University of Florida purchased the Gulf Side Motel in July, 2015. The Institute of Food and Agricultural Sciences (IFAS) began renovations to fit the needs of the Nature Coast Biological Station. The two story building has been demolished and construction has begun to build a three story facility with a wet lab, aquarium and office space. The other side of the motel will be renovated to include dorms and a meeting area for researchers.
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Old 2 Story Station
New 3 Story Station
Florida is often touted as the “Fishing Capital of the World” and it is estimated that 2.4 million anglers flock to the coast to enjoy saltwater fishing in Florida each year. While this is great news for coastal economies, wildlife can suffer injuries from contact with fishing tackle, fish carcasses, and other garbage associated with […]Read More
Hannah Brown, a Ph.D. student in interdisciplinary ecology at the University of Florida, has been named the first Nature Coast Biological Station/Florida Sea Grant Scholar. The newly established scholarship program recognizes an outstanding graduate student at UF who conducts applied research in the Nature Coast area, which spans the Gulf Coast from Wakulla County to Hernando County. […]Read More
Today is the last day of National Clean Beaches Week but reducing trash in the ocean and on our shorelines, especially plastic debris, is important all year long! What is Clean Beaches Week? (Video) Holiday weekends such as Memorial Day and 4th of July are very popular times to head to the coast – it […]Read More
Recreational bay scallop season begins this weekend on June 25th, 2016! Thousands of residents and visitors will flock to the coastal areas of Florida between the Pasco-Hernando County line and Mexico Beach Canal to seek out their limit of scallops. Recreational boating in the Nature Coast reaches peak levels during scallop season, so expect congestion […]Read More
The Conservation Fund awarded the University of Florida a grant for $19,500 to fund a tagging study on spotted sea trout in Cedar Key and Steinhatchee. The project is determining tagging mortality rates and fishing mortality to assist with stock assessment and management. To date about 150 fish have been tagged with $100.00 reward tags […]Read More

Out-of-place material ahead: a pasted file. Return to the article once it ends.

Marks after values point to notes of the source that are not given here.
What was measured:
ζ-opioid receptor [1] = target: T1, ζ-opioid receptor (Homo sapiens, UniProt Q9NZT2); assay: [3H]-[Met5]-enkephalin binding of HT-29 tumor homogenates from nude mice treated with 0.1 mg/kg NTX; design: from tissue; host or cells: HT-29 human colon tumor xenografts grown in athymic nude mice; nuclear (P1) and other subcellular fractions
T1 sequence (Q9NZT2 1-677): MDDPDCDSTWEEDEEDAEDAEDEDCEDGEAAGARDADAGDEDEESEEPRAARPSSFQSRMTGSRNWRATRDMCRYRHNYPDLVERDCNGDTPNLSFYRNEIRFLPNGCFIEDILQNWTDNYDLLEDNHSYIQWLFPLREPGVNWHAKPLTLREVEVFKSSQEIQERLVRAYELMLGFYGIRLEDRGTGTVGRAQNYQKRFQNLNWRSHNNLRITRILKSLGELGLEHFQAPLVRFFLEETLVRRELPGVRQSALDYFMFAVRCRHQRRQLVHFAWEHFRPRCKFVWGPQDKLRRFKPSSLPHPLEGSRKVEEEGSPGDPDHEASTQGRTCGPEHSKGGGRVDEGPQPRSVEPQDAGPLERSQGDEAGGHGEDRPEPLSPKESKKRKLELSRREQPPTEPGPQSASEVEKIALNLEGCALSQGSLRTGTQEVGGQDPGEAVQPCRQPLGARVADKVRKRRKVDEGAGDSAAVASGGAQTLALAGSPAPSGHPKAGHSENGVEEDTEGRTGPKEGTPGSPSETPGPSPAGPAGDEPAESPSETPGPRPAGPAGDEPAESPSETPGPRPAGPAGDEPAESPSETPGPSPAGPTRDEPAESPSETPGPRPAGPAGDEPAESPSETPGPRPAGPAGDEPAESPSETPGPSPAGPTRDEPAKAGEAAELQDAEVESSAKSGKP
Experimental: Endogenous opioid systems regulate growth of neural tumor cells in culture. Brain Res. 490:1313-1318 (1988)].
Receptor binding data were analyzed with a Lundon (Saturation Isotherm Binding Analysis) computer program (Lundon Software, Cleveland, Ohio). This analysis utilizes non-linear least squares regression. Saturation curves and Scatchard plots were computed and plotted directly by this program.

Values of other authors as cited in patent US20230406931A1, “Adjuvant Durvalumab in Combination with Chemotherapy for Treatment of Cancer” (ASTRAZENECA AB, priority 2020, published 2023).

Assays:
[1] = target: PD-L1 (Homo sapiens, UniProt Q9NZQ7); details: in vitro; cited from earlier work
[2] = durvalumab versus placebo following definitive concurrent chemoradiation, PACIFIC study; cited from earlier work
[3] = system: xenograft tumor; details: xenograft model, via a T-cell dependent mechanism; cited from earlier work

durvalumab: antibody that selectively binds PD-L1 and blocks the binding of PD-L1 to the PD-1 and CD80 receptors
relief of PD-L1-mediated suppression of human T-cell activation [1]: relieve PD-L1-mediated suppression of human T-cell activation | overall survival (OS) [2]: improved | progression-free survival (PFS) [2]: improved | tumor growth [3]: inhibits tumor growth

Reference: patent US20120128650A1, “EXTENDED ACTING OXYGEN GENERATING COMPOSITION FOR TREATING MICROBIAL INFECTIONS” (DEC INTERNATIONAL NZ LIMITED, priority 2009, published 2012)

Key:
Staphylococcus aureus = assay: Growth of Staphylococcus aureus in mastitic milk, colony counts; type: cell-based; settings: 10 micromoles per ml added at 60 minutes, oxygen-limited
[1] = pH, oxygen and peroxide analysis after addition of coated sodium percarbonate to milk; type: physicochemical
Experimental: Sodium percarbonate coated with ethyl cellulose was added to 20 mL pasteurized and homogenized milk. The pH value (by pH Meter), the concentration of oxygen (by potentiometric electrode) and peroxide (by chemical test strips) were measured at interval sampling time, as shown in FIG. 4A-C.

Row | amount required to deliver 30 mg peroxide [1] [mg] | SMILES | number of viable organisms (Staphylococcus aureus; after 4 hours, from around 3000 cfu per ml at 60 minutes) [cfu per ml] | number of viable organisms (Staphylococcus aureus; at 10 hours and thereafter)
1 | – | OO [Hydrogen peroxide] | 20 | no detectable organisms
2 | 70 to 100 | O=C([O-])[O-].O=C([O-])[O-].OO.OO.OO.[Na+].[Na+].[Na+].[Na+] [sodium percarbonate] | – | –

The annual boat parade in Cedar Key was held December 11. Nature Coast Biological Station participated with a decorated boat with costumes displayed by faculty and staff. It was an event enjoyed by all and NCBS was honored to receive Children’s Choice Award and 2nd place in the Cedar Key 7th Annual Christmas Boat Parade. […]Read More
The Allen and Ahrens lab at the University of Florida IFAS Nature Coast Biological Station and Fisheries and Aquatic Sciences participated in a team building event near Lake Wauberg. The challenge event showed the skills and talent of teams working together for a common purpose.Read More
Four years ago, I would’ve NEVER imagined that I would be working to conserve the West Indian Manatee. Four years ago, my opinion on manatees was bleak. To the average Joe, these impressive creatures would be characterized as “huge floating rocks”, drifting aimlessly north and south through migration patterns. Little did I know that my […]Read More
North Florida Marine Science and Big Bend Science Joint Symposia January 28th – 29th 2016 The North Florida Marine Science Symposium will be held in Cedar Key this year in conjunction with the Big Bend Science Symposium in celebration of the newly formed Nature Coast Biological Station January 28th & 29th 2016. This is the […]Read More